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Institutional Diversity in the Planning Process Yields Similar Outcomes for Vegetation in Ecological RestorationAuthor(s): Liam Heneghan; Lynne M. Westphal; Kristen A. Ross; Cristy Watkins; Paul H. Gobster; Basil V Iannone; Madeleine Tudor; Joanne Vining; Alaka Wali; Moira Zellner; David H. Wise
Source: Society & Natural Resources
Publication Series: Scientific Journal (JRNL)
Station: Northern Research Station
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DescriptionConservation organizations undertaking ecological restoration and the lands they manage constitute a social-ecological system (SES). We implemented SES analysis to examine the relationship between diversity in organizational structure and restoration planning processes, and vegetation outcomes on the ground. Understanding the restoration consequences of multiple approaches to planning and implementation is relevant to assessing the resilience of this SES, especially if disagreements about the effectiveness of some approaches lead to conflict in the socio-political arena. We studied 10 conservation organizations in the Chicago Wilderness region that are restoring Midwestern oak woodlands of global conservation concern. Despite the institutional diversity of these organizations, we found little relationship between restoration planning and vegetation outcomes. This result has implications for the resilience of restoration as an SES, since similar outcomes from diverse processes should increase resilience of this SES, especially when controversial restoration practices are employed, and when priorities and funding levels change.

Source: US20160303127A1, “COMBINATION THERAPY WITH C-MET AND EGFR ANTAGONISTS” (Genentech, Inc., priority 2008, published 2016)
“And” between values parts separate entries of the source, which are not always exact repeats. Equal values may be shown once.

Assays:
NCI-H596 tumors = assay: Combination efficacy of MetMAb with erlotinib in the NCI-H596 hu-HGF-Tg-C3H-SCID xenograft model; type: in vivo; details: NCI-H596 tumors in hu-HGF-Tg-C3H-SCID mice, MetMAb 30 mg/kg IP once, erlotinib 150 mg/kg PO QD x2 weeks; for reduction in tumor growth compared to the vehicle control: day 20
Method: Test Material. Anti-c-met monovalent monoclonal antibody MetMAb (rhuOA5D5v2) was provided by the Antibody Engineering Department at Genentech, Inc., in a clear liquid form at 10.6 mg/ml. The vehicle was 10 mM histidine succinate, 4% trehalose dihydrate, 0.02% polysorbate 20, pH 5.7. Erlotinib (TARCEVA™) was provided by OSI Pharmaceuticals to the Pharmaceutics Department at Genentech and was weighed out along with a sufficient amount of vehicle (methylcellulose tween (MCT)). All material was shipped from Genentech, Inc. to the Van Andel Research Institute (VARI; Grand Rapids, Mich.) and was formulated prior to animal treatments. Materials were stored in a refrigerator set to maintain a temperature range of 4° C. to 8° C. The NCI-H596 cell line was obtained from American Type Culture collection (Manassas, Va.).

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CitationHeneghan, Liam; Westphal, Lynne M.; Ross, Kristen A.; Watkins, Cristy; Gobster, Paul H.; Iannone, Basil V.; Tudor, Madeleine; Vining, Joanne; Wali, Alaka; Zellner, Moira; Wise, David H. 2020. Institutional Diversity in the Planning Process Yields Similar Outcomes for Vegetation in Ecological Restoration. Society & Natural Resources. 33(8): 949-967. https://doi.org/10.1080/08941920.2019.1703062.
KeywordsInstitutional Analysis and Development, Social ecological system, biodiversity, restoration ecology, social resilience
- Social Science Methods Used in the RESTORE Project
- Resiliency or restoration: management of sudden oak death before and after outbreak
- Restoration in the Southern Appalachians: a dialogue among scientists, planners, and land managers
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